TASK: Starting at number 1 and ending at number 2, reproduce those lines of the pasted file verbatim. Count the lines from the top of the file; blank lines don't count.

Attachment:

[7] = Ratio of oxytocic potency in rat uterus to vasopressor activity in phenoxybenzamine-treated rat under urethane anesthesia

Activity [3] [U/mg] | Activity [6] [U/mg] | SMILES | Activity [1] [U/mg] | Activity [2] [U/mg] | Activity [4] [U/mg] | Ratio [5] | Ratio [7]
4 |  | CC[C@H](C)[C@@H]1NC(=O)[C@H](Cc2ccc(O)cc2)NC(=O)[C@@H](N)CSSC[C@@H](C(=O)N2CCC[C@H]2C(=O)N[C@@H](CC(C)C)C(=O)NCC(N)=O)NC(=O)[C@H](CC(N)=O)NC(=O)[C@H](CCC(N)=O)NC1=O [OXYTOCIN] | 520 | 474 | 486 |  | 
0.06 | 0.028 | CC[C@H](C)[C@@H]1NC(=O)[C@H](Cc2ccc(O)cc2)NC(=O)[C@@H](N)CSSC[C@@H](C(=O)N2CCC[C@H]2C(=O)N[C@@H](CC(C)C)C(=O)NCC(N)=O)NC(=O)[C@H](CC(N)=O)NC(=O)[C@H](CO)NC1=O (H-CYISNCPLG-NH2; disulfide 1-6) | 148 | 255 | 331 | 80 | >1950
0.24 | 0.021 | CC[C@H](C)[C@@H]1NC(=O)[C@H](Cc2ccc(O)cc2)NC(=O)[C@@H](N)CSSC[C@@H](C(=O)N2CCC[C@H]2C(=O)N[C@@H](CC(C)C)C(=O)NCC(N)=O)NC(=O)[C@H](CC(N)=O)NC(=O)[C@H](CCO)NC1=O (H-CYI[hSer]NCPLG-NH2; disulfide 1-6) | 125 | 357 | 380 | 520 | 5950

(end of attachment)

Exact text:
[7] = Ratio of oxytocic potency in rat uterus to vasopressor activity in phenoxybenzamine-treated rat under urethane anesthesia

Activity [3] [U/mg] | Activity [6] [U/mg] | SMILES | Activity [1] [U/mg] | Activity [2] [U/mg] | Activity [4] [U/mg] | Ratio [5] | Ratio [7]